astronomy club

Hay muchas formas de participar en NAU y algunas de ellas incluyen unirse a un club o voluntariado. NAU cuenta con más de 200 clubes a  los que te podrías unir. Por ejemplo hay Astronomía, tiro con arco, vida griega e incluso clubes que son específicos para ciertas carreras como la justicia penal y la química. Si te parece que no puedas encontrar un club que realmente te guste, también tienes la opción de iniciar tu propio club .Uniéndose e a un club es una buena manera de encontrar tu nicho y sentirte conectado en NAU. Si estás interesado en unirte a un club puedes encontrar una lista de las organizaciones a través de True Blue Conectar.

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Otra manera en la que puedes involucrarte es en conseguir un trabajo de medio tiempo en campus. Para aquellos que quieran (o necesitan) un poco de dinero para los gastos adicionales, esta es una gran manera de conseguir dinero y de estar involucrado en Northern Arizona University. Algunos programas que emplean estudiantes son, por ejemplo, el programa de Transición Académica que emplea estudiantes para ser Compañeros mentores. Ellos ayudan a los estudiantes de primer año y estudiantes internacionales para que puedan adaptarse a NAU con éxito. Otra excelente manera de que te paguen para interactuar con estudiantes es que trabajes como un embajador del Azul Autentico (True Blue). Embajadores del Azul Autentico trabajan a través del Departamento de Admisiones de Pregrado y Orientación para ayudar a mejorar la experiencia de los estudiantes nuevos y también para ayudarlos a conocer la universidad por medio de recorridos en ella. Estos son los estudiantes que interactúan con los futuros estudiantes durante la orientación. ¡Si te sientes seguro cuando hablas en frente de multitudes y eres amistoso y extrovertido, este es el trabajo en campus perfecto para ti!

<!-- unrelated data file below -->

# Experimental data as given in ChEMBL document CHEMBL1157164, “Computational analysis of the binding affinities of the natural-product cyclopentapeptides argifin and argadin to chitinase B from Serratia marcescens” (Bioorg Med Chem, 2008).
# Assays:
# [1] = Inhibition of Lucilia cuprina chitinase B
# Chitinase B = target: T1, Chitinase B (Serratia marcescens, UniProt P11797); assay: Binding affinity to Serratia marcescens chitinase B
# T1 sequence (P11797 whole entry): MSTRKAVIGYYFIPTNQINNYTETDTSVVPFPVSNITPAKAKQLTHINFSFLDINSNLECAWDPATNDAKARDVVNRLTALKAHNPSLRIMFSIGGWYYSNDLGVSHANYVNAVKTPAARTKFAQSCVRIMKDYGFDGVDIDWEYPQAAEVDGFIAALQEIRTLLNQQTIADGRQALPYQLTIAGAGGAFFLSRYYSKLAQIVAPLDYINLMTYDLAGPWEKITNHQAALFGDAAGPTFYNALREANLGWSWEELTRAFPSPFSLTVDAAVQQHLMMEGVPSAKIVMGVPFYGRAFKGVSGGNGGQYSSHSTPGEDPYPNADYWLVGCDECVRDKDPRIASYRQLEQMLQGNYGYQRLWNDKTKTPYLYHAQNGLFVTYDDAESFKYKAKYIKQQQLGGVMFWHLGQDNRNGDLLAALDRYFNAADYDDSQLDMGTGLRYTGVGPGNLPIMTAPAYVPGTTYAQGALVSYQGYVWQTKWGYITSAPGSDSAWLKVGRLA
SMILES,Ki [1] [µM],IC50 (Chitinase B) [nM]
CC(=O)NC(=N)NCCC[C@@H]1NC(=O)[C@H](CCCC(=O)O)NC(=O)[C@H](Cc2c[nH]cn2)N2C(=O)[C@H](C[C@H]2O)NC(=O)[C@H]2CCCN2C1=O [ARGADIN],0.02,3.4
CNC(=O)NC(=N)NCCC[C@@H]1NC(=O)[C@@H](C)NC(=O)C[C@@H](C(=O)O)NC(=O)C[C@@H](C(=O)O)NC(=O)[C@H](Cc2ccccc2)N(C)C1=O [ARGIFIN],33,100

college students sitting on the lawn

Como puedes ver, hay diferentes maneras de participar en NAU, sólo tienes que salir de tu habitación y no tener miedo a hablar con otros. ¡Este es el mejor momento para conocer gente nueva y salir de su terreno conocido para incluirse en la universidad! Sal y recuerda que tú eres NAU.

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First Year Seminar and Action Learning Team Programs

College can be intimidating as an incoming first year student. Campus is probably much larger than your high school was, and you may not have all the same friends as you did there. The First Year Seminar (FYS) and Action Learning Team (ALT) programs are a great way to step out of your comfort zone and get involved! Sr. Program Coordinator, Elizabeth Bechok described the programs as a, “not so typical learning environment, where students can feel engaged and empowered through topical [theme]-based learning programs. Students can focus on what they want to learn about in a hybrid small group environment.”

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With 30+ different course offerings, each FYS is unique in itself. Comics: Pow! Bam! Biff!, and How to think like Da Vinci are only two examples of FYS 121 courses, which count towards your liberal studies requirement for Aesthetic & Humanistic inquiry. Other courses like FYS 141 Climbing: History & Politics, which focuses on rock climbing, count towards your liberal studies Socio & Political Worlds credits. There are new offerings all the time built around specific areas of interest and social issues. Currently, there are over 1,300 students in the program and it is rapidly growing. With the addition of a Civic Engagement Minor students can participate in these programs throughout their entire college career. They offer a great way to progress towards your degree while exploring your interests, strengths and values so that you make the most of your time at NAU and graduate knowing yourself and the type of career you want to build.